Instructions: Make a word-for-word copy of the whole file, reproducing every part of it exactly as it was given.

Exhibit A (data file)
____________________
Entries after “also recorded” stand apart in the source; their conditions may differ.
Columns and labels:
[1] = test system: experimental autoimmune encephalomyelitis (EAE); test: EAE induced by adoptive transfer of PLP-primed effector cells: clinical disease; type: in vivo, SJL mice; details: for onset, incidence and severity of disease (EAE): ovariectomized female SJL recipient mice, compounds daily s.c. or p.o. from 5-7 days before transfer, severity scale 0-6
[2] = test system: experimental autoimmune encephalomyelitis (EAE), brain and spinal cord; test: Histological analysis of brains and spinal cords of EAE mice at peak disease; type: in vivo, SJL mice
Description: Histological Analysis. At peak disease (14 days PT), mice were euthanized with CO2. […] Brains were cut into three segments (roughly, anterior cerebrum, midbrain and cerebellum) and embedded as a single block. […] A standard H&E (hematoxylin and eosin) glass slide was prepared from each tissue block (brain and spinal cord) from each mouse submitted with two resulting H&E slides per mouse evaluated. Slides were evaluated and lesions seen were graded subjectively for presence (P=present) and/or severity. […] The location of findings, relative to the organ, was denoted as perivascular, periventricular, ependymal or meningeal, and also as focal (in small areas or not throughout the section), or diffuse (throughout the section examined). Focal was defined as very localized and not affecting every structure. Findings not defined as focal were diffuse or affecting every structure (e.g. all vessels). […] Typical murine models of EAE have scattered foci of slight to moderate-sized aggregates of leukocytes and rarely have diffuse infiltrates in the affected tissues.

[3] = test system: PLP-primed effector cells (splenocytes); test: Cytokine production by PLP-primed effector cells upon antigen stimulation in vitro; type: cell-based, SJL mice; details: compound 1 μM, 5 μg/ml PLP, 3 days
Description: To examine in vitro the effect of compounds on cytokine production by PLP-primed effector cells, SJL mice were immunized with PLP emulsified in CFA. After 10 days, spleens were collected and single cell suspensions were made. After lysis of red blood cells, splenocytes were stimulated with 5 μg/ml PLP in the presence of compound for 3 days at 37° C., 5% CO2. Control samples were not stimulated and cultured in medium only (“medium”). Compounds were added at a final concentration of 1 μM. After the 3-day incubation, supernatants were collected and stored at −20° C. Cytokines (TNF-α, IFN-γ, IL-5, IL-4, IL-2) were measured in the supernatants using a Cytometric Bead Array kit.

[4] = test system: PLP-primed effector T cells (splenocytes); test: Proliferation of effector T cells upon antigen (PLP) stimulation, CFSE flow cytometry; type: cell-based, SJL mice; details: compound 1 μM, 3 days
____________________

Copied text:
Entries after “also recorded” stand apart in the source; their conditions may differ.
Columns and labels:
[1] = test system: experimental autoimmune encephalomyelitis (EAE); test: EAE induced by adoptive transfer of PLP-primed effector cells: clinical disease; type: in vivo, SJL mice; details: for onset, incidence and severity of disease (EAE): ovariectomized female SJL recipient mice, compounds daily s.c. or p.o. from 5-7 days before transfer, severity scale 0-6
[2] = test system: experimental autoimmune encephalomyelitis (EAE), brain and spinal cord; test: Histological analysis of brains and spinal cords of EAE mice at peak disease; type: in vivo, SJL mice
Description: Histological Analysis. At peak disease (14 days PT), mice were euthanized with CO2. […] Brains were cut into three segments (roughly, anterior cerebrum, midbrain and cerebellum) and embedded as a single block. […] A standard H&E (hematoxylin and eosin) glass slide was prepared from each tissue block (brain and spinal cord) from each mouse submitted with two resulting H&E slides per mouse evaluated. Slides were evaluated and lesions seen were graded subjectively for presence (P=present) and/or severity. […] The location of findings, relative to the organ, was denoted as perivascular, periventricular, ependymal or meningeal, and also as focal (in small areas or not throughout the section), or diffuse (throughout the section examined). Focal was defined as very localized and not affecting every structure. Findings not defined as focal were diffuse or affecting every structure (e.g. all vessels). […] Typical murine models of EAE have scattered foci of slight to moderate-sized aggregates of leukocytes and rarely have diffuse infiltrates in the affected tissues.

[3] = test system: PLP-primed effector cells (splenocytes); test: Cytokine production by PLP-primed effector cells upon antigen stimulation in vitro; type: cell-based, SJL mice; details: compound 1 μM, 5 μg/ml PLP, 3 days
Description: To examine in vitro the effect of compounds on cytokine production by PLP-primed effector cells, SJL mice were immunized with PLP emulsified in CFA. After 10 days, spleens were collected and single cell suspensions were made. After lysis of red blood cells, splenocytes were stimulated with 5 μg/ml PLP in the presence of compound for 3 days at 37° C., 5% CO2. Control samples were not stimulated and cultured in medium only (“medium”). Compounds were added at a final concentration of 1 μM. After the 3-day incubation, supernatants were collected and stored at −20° C. Cytokines (TNF-α, IFN-γ, IL-5, IL-4, IL-2) were measured in the supernatants using a Cytometric Bead Array kit.

[4] = test system: PLP-primed effector T cells (splenocytes); test: Proliferation of effector T cells upon antigen (PLP) stimulation, CFSE flow cytometry; type: cell-based, SJL mice; details: compound 1 μM, 3 days